I am, at times, as cynical as the next American. It’s hard not to be when living near Washington, DC – – 45 square miles surrounded by reality. I was here when Marion Barry was mayor. I was here when the anti-capitalism protestors marched on the WTO meetings wearing their new NIKE gym shoes.
The other day, on the mean streets of suburban DC, I came to a full and complete stop (my vehicle was assembled in Toledo, OH, by the way, and ranks 7th on the American Made Index (AMI), but more about that later at a red light behind a Ford F-150 pickup truck with a license plate that read “BUY AMRCN”. My eyes darted from license plate to name plate and back. I felt the discomfort that comes from simultaneously experiencing conflicting reactions creating questions I couldn’t answer while jumping to conclusions.
Buy American! Well done! Yay! I’m all for it. But, my enthusiasm was tempered by my ignorance of where the F-150 is made and how much domestically made content it employs.
I didn’t know if the driver of the car was a charlatan, a hero or something in between. I wanted to rid myself of the cognitive dissonance by calling the driver out. I didn’t. It was New Year’s Day and I assumed the driver of the truck had a hangover as bad as mine (plus, well, manners dictate that I resist the urge). Also, I was too busy fumbling for my camera to get a picture.
I was so unsure of my beliefs that I set out to prove for myself just what was what— just how “made in America” is that Ford F-150? The American Made-Index (AMI) published by cars.com explains that the F-150 has 60% domestically manufactured content. The AMI rates vehicles on where supplied parts are manufactured as well as where the vehicle is ultimately assembled. The index disqualifies “models with a domestic parts content rating below 75 percent” from consideration for its annual top 10 lists. Ouch. The F-150 didn’t even compete this year. But 60% of the best-selling full-size pickup that retails for somewhere around $25,000 isn’t too bad…is it?
After all, F-150’s are assembled in Claymore, MO and Dearborn, MI. These are two very American cities. Yay! However, in a global economy, it’s not easy to find out just how truly “American” a car is, as many cars built in the U.S. are assembled using parts from other countries. For example, more than 15 percent of Ford’s parts come from Mexico, although all of its engines and both transmission systems are built in the U.S. Some transmissions for the Mustang (assembled in Flat Rock, Michigan) come from China.
Borrowing from Klein and Rubenstein’s Who Really Made Your Car? published by the Upjohn Institute in 2008, I set out to map where all the components of a Ford F-150 are manufactured. I had to know if the F-150 is an appropriate billboard for buying American. Also, it seemed fitting (in keeping with my road-theme) to make a map of Ford F-150 suppliers. What I found is lots of American companies located in American cities are making things that make the F-150 drive, stop, comfortable, powerful and safe.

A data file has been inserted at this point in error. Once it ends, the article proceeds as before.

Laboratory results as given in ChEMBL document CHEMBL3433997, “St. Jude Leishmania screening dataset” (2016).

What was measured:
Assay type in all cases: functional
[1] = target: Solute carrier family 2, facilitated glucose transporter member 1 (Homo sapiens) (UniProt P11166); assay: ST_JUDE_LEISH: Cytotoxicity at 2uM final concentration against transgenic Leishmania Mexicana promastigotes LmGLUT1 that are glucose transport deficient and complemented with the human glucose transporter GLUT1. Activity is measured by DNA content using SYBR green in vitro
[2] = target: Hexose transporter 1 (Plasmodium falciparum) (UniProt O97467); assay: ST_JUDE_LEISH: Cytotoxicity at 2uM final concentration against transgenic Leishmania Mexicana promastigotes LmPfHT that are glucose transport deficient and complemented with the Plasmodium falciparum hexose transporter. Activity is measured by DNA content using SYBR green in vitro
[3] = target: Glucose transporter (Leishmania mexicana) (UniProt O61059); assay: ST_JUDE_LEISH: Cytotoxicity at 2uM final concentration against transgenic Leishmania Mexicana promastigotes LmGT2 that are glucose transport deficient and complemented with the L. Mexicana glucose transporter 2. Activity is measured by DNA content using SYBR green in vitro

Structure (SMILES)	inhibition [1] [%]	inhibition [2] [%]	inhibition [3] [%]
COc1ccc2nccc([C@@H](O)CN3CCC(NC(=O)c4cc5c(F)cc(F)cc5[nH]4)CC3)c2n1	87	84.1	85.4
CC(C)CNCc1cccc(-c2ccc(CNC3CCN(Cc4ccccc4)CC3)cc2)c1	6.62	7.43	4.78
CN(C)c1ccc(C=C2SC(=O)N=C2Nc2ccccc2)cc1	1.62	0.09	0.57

Ultimately, laziness and time constraints got the better of my ambition. Ford has thousands of suppliers, both domestic and foreign that supply tens-of-thousands of parts. I had to stop. It turns out the F-150, once the clear leader of the AMI list, has been unseated by the Toyota Camry, and second place is held by the Honda Accord. In fact, Detroit automakers held only 5 spots in this year’s top 10.
It may seem like a fair assumption that a car from a Detroit automaker must be “American”. However, production and assembly now often occur in Canada or Mexico and parts can be manufactured around the world. That can change from year to year. The F-150 only last year was still ranked as highly American-made and had held or tied for the top spot on the AMI for years running. In fact, half the models in last year’s AMI didn’t make it back due to a decline in domestic parts content. In past years the F-150 has held steady around 80 percent domestic parts content; even last year’s redesign, which had the potential to change the figures, returned a respectable 75 percent rating.
What’s a consumer to do when the Toyota Tundra is assembled in San Antonio while the Chevy Aveo is made in Korea? After all, it’s impossible to find a 100% made in America car now. According to an industry analyst, consumers who want to buy American primarily should look at where the vehicle is assembled, as often that indicates a large presence in manufacturing and beyond… which means our F-150 remains a solid choice for supporting American workers.
Rock on, F150 dude! And, keep up the positive BUY AMRCN advertising.
And, just for fun, if you’re curious about your own car, click here.